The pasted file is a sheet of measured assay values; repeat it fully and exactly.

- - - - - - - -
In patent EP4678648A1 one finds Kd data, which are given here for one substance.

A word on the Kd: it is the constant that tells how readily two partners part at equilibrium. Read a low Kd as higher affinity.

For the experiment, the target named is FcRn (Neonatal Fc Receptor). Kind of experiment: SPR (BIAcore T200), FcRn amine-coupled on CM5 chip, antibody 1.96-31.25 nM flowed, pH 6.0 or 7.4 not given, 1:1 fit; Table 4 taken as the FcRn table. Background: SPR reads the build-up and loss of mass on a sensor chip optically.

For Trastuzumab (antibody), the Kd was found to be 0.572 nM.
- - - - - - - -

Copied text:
In patent EP4678648A1 one finds Kd data, which are given here for one substance.

A word on the Kd: it is the constant that tells how readily two partners part at equilibrium. Read a low Kd as higher affinity.

For the experiment, the target named is FcRn (Neonatal Fc Receptor). Kind of experiment: SPR (BIAcore T200), FcRn amine-coupled on CM5 chip, antibody 1.96-31.25 nM flowed, pH 6.0 or 7.4 not given, 1:1 fit; Table 4 taken as the FcRn table. Background: SPR reads the build-up and loss of mass on a sensor chip optically.

For Trastuzumab (antibody), the Kd was found to be 0.572 nM.